Nightwood – Historical Timeline

“Robin was outside the ‘human type’—a wild thing caught in a woman’s skin, monstrously alone, monstrously vain; like the paralyzed man in Coney Island…”

Barnes, Djuna, and T. S. Eliot. Nightwood. New York: New Directions, 1961. Print. 155

Robin is described as perpetually and monstrously alone. In this passage, she is depicted as a self absorbed character incapable of feeling empathy. A common subject illustrated in many of my commonplace passages is the theme of isolation. Similar to my Nightwood commonplace, my commonplace passage choices in The Beast in the Jungle, Cane, and Mrs. Dalloway, all explore the theme of lost identity and seclusion. In The Beast in the Jungle, Marcher feels completely alone once May dies: “She was dying and he would lose her; she was dying and his life would end” (James, 477). Marcher spends the entirety of his life anticipating a life altering event. By doing so, he is unable to truly love and appreciate his life. Once May finally dies, Marcher realizes that he is utterly detached and he feels completely alone in the world. While Marcher is internally alone, Becky in Cane is externally ostracized and isolated: “When the first was born, the white folks said they’d have no more to do with her. And black folks, they too joined hands to cast her out” (Toomer, 8). Because Becky has two black sons, she is secluded from her society. Becky is not accepted by both the black and white community, and as a result, she is completely isolated. In Mrs. Dalloway, Clarissa Dalloway also struggles with isolation and self identity: “But often now this body she wore (she stopped to look at a Dutch picture), this body, with all its capacities, seemed nothing — nothing at all. She had the oddest sense of being herself invisible; unseen; unknown; there being no more marrying, no more having of children now, but only this astonishing and rather solemn progress with the rest of them, up Bond Street, this being Mrs. Dalloway; not even Clarissa anymore; this being Mrs. Richard Dalloway” (Woolf, 10). Through her marriage, Clarissa loses her self-identity and feels entirely isolated. She feels insignificant and internally inaccessible. By planning a party, Clarissa is able to distract herself from her true feelings and insecurities. The theme of isolation in literature is significant because it exposes the true nature of each character. The theme of isolation allows the reader to distinguish external perception and internal reality.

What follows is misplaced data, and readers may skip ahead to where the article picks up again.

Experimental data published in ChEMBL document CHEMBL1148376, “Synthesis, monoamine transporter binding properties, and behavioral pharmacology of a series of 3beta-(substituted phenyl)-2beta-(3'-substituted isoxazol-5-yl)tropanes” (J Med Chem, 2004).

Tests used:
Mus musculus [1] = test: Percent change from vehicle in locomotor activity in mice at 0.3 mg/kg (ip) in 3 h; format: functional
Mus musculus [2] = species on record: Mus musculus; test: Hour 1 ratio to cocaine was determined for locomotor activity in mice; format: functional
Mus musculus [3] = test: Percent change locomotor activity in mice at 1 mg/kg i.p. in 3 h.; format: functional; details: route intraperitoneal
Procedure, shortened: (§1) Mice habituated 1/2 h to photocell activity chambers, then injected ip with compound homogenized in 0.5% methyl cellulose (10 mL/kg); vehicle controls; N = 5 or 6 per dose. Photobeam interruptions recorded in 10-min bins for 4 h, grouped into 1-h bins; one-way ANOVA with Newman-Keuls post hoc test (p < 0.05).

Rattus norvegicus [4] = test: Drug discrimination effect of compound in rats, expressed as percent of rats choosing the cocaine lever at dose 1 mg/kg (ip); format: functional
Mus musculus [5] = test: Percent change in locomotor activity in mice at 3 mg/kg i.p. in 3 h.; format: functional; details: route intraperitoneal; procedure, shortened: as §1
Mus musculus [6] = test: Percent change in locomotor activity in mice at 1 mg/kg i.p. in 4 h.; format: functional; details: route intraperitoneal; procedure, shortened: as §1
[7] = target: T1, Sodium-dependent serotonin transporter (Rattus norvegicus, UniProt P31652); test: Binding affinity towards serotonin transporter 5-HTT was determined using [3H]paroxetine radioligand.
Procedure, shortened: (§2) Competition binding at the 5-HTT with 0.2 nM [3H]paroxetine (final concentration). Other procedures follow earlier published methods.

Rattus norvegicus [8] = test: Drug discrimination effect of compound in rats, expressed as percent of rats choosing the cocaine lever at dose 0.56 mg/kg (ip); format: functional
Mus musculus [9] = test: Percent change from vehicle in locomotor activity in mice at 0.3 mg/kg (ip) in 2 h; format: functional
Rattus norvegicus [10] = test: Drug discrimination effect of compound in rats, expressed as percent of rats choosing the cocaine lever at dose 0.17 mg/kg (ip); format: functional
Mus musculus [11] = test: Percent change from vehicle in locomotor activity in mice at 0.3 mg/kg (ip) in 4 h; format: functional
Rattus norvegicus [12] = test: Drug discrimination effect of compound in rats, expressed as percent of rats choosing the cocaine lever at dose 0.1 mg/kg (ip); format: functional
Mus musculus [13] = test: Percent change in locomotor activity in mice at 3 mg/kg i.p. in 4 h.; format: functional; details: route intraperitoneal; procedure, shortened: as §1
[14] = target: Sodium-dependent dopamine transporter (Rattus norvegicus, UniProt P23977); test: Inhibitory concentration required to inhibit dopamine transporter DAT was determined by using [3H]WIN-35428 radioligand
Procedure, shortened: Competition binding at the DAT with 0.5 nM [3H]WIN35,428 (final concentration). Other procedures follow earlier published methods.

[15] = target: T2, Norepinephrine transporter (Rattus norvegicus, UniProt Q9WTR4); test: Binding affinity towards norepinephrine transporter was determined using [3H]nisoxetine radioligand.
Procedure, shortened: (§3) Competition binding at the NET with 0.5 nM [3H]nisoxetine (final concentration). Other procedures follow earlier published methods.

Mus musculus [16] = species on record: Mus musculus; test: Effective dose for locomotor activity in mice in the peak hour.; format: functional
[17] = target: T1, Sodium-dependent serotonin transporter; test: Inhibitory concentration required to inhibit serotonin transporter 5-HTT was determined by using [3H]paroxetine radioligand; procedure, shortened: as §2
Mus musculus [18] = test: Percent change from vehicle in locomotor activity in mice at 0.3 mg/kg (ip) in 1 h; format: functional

Mrs. Dalloway

“But often now this body she wore (she stopped to look at a Dutch picture), this body, with all its capacities, seemed nothing — nothing at all. She had the oddest sense of being herself invisible; unseen; unknown; there being no more marrying, no more having of children now, but only this astonishing and rather solemn progress with the rest of them, up Bond Street, this being Mrs. Dalloway; not even Clarissa any more; this being Mrs. Richard Dalloway.”

Virginia Woolf, Mrs. Dalloway (New York: Harcourt, Inc., 2005), 10

Clarissa completely loses her identity through marriage. She feels utterly insignificant and  identifies herself solely as Richard’s wife. Clarissa has lost all ambition and sense of self.